Some help.


TNG Season 1, Ep# 19: "Coming of Age"
PICARD: Lock off the bay launch doors.
WORF: Too late, sir. He's using the flight emergency override...
GEORDI: Smart kid.
TASHA: He's launching!
PICARD: Enterprise to shuttlecraft. Mister Kurland.
JAKE: Captain Picard. I'm going to Beltane Nine to sign onto a freighter. Tell my father I'm sorry.
PICARD: Tell him in person. Bring the ship back. Now.
JAKE: No. I can't face him. I'm leaving. I've lost power!
RIKER: All he's got left are his maneuvering jets.
GEORDI: At that trajectory, he'll hit the atmosphere and melt at two hundred kilometers.
PICARD: Probable impact?
DATA: Atmospheric entry... seventy-eight seconds.
PICARD: Options?
TASHA: He's out of transporter range.
WORF: Tractor beam?
RIKER: Won't work. He's too far away for a positive lock.

This appears strange since Jake is out of transport range yet they were able to transport Wesley to and from the planet's surface. Even so, they can't transport Jake off a shuttle which is between the Enterprise and the planet. The key fact appears to be that Jake is in a moving spacecraft rather than a planet. Moving vehicles seem to present more problems for transporters than planetary surfaces (which, although technically in motion, are very predictable). Incidently, this ties into the fire control problem endemic to the Star Trek Universe - ie they can't hit a barn standing inside it.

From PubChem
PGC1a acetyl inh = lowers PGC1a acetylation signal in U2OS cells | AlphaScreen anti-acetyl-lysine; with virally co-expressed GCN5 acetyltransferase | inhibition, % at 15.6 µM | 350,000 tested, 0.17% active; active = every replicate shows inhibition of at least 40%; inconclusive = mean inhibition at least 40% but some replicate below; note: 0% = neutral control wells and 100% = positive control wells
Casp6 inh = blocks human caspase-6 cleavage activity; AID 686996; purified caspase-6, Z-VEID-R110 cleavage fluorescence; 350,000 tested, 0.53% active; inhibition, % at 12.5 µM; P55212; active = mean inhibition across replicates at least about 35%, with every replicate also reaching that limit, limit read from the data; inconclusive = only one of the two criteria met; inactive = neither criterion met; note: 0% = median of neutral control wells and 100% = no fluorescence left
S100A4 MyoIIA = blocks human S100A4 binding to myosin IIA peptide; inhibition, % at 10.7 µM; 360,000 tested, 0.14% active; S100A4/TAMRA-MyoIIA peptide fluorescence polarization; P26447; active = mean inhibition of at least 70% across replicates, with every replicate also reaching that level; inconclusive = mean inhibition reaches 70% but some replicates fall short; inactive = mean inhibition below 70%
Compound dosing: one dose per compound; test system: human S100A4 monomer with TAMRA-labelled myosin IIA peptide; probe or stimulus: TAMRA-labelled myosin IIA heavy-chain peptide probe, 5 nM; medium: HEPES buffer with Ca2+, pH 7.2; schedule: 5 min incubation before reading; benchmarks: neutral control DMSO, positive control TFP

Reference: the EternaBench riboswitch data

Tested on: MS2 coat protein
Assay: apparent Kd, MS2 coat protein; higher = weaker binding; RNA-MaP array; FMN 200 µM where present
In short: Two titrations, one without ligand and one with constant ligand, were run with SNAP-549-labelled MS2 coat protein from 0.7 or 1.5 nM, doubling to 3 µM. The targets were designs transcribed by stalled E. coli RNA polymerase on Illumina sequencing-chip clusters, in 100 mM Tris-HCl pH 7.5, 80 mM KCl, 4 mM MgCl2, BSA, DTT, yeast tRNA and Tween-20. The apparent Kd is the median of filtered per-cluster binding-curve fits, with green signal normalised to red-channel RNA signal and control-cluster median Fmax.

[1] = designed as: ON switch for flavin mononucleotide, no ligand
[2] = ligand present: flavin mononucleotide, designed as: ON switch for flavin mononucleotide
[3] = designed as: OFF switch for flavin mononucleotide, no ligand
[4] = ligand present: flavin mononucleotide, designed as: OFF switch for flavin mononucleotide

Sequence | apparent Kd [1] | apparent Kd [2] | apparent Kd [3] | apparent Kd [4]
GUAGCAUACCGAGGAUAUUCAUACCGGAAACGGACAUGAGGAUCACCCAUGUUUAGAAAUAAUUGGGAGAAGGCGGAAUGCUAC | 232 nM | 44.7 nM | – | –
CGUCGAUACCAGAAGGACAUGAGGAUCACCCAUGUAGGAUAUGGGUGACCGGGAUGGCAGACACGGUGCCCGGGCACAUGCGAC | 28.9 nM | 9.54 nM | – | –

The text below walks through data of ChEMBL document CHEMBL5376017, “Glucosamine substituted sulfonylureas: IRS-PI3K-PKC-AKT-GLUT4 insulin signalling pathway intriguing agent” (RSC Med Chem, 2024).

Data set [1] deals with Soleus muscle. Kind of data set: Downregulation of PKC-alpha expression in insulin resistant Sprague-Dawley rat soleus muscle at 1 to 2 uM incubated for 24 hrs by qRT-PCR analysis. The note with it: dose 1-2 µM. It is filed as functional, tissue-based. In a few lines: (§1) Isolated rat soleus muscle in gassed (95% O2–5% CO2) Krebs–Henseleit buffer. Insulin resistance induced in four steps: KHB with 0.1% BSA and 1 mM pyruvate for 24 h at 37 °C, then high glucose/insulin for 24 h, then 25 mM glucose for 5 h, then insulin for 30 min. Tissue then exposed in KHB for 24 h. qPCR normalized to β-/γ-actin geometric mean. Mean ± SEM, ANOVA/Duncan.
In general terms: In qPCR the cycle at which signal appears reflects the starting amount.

TNG Season 2, Ep# 34: "A Matter of Honor"
WORF: We are getting an emergency signal from a command transponder. Location nine-three-five mark six-one-three... Frequency and code designate it as Commander Riker.
PICARD: Chief O'Brien, align with emergency transponder signal.
CHIEF O'BRIEN: Yes Captain. We are not yet in safe range for a transfer and defensive shields are still in place.
PICARD: We may have to stretch it a little. On my command.
WORF: Forty-eight thousand.
DATA: Lieutenant Worf to the Transporter Room. Doctor Pulaski will accompany you. Mendon take over the count.
MENDON: Yes sir. Forty-five thousand and still closing.
MENDON: Forty-four thousand.
PICARD: Transporter Room, ready. You will control defensive shields...
CHIEF O'BRIEN: Ready sir.
MENDON: Forty thousand...
KLAG: Forty thousand.
KARGAN: Prepare to drop cloaking shields and fire. Steady...
PICARD: Transporter Room, energize.
(Kargan is transported off the Pagh's bridge, having been tricked by Riker into confiscating and then activating his transponder)